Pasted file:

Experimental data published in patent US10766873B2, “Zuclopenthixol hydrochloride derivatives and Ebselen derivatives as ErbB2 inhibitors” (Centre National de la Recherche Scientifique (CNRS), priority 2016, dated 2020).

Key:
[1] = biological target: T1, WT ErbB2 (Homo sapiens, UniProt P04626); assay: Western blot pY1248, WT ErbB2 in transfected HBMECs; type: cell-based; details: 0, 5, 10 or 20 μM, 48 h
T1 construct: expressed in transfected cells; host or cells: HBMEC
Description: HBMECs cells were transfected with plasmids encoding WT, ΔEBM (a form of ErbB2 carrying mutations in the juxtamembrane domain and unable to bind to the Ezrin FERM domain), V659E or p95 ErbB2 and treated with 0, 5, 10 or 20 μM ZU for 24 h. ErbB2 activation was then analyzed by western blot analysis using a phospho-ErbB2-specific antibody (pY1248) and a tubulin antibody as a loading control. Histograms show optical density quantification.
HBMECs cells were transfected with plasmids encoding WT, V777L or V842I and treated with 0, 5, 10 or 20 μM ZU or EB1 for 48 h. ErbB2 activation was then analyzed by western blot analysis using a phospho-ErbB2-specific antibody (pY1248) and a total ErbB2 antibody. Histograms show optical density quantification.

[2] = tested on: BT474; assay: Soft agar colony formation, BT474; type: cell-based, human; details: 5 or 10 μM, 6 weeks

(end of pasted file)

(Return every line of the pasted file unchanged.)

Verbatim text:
Experimental data published in patent US10766873B2, “Zuclopenthixol hydrochloride derivatives and Ebselen derivatives as ErbB2 inhibitors” (Centre National de la Recherche Scientifique (CNRS), priority 2016, dated 2020).

Key:
[1] = biological target: T1, WT ErbB2 (Homo sapiens, UniProt P04626); assay: Western blot pY1248, WT ErbB2 in transfected HBMECs; type: cell-based; details: 0, 5, 10 or 20 μM, 48 h
T1 construct: expressed in transfected cells; host or cells: HBMEC
Description: HBMECs cells were transfected with plasmids encoding WT, ΔEBM (a form of ErbB2 carrying mutations in the juxtamembrane domain and unable to bind to the Ezrin FERM domain), V659E or p95 ErbB2 and treated with 0, 5, 10 or 20 μM ZU for 24 h. ErbB2 activation was then analyzed by western blot analysis using a phospho-ErbB2-specific antibody (pY1248) and a tubulin antibody as a loading control. Histograms show optical density quantification.
HBMECs cells were transfected with plasmids encoding WT, V777L or V842I and treated with 0, 5, 10 or 20 μM ZU or EB1 for 48 h. ErbB2 activation was then analyzed by western blot analysis using a phospho-ErbB2-specific antibody (pY1248) and a total ErbB2 antibody. Histograms show optical density quantification.

[2] = tested on: BT474; assay: Soft agar colony formation, BT474; type: cell-based, human; details: 5 or 10 μM, 6 weeks